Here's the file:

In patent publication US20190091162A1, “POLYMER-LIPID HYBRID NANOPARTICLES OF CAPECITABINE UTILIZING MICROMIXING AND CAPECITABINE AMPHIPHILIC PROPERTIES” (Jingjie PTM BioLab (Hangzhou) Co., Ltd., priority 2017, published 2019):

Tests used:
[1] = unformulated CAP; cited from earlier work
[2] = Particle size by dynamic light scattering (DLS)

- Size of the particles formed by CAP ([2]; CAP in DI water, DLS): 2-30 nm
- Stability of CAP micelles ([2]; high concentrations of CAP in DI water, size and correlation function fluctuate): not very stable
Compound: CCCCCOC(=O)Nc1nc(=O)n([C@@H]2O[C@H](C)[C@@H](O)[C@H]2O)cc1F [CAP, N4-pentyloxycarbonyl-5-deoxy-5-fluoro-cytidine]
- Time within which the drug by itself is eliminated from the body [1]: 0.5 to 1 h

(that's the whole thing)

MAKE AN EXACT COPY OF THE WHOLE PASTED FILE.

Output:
In patent publication US20190091162A1, “POLYMER-LIPID HYBRID NANOPARTICLES OF CAPECITABINE UTILIZING MICROMIXING AND CAPECITABINE AMPHIPHILIC PROPERTIES” (Jingjie PTM BioLab (Hangzhou) Co., Ltd., priority 2017, published 2019):

Tests used:
[1] = unformulated CAP; cited from earlier work
[2] = Particle size by dynamic light scattering (DLS)

- Size of the particles formed by CAP ([2]; CAP in DI water, DLS): 2-30 nm
- Stability of CAP micelles ([2]; high concentrations of CAP in DI water, size and correlation function fluctuate): not very stable
Compound: CCCCCOC(=O)Nc1nc(=O)n([C@@H]2O[C@H](C)[C@@H](O)[C@H]2O)cc1F [CAP, N4-pentyloxycarbonyl-5-deoxy-5-fluoro-cytidine]
- Time within which the drug by itself is eliminated from the body [1]: 0.5 to 1 h